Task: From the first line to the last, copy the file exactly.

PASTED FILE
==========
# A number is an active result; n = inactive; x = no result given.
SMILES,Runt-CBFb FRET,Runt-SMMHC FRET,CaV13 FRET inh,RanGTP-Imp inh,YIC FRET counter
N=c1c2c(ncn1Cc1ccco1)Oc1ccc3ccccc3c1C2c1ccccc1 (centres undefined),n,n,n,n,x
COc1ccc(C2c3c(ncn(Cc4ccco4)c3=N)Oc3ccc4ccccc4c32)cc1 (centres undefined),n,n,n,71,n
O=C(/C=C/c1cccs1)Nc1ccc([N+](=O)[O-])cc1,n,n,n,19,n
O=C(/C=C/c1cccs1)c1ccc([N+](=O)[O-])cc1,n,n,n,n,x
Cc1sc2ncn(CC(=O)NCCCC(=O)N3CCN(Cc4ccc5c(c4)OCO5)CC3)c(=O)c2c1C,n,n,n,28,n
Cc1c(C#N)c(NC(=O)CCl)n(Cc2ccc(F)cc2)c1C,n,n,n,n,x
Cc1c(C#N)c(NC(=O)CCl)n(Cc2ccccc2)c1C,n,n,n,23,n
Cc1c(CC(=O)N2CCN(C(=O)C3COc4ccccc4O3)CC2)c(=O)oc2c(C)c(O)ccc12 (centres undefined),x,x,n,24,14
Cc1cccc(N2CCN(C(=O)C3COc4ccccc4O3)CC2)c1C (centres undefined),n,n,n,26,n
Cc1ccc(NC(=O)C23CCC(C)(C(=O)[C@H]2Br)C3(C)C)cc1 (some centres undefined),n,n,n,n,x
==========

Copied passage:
# A number is an active result; n = inactive; x = no result given.
SMILES,Runt-CBFb FRET,Runt-SMMHC FRET,CaV13 FRET inh,RanGTP-Imp inh,YIC FRET counter
N=c1c2c(ncn1Cc1ccco1)Oc1ccc3ccccc3c1C2c1ccccc1 (centres undefined),n,n,n,n,x
COc1ccc(C2c3c(ncn(Cc4ccco4)c3=N)Oc3ccc4ccccc4c32)cc1 (centres undefined),n,n,n,71,n
O=C(/C=C/c1cccs1)Nc1ccc([N+](=O)[O-])cc1,n,n,n,19,n
O=C(/C=C/c1cccs1)c1ccc([N+](=O)[O-])cc1,n,n,n,n,x
Cc1sc2ncn(CC(=O)NCCCC(=O)N3CCN(Cc4ccc5c(c4)OCO5)CC3)c(=O)c2c1C,n,n,n,28,n
Cc1c(C#N)c(NC(=O)CCl)n(Cc2ccc(F)cc2)c1C,n,n,n,n,x
Cc1c(C#N)c(NC(=O)CCl)n(Cc2ccccc2)c1C,n,n,n,23,n
Cc1c(CC(=O)N2CCN(C(=O)C3COc4ccccc4O3)CC2)c(=O)oc2c(C)c(O)ccc12 (centres undefined),x,x,n,24,14
Cc1cccc(N2CCN(C(=O)C3COc4ccccc4O3)CC2)c1C (centres undefined),n,n,n,26,n
Cc1ccc(NC(=O)C23CCC(C)(C(=O)[C@H]2Br)C3(C)C)cc1 (some centres undefined),n,n,n,n,x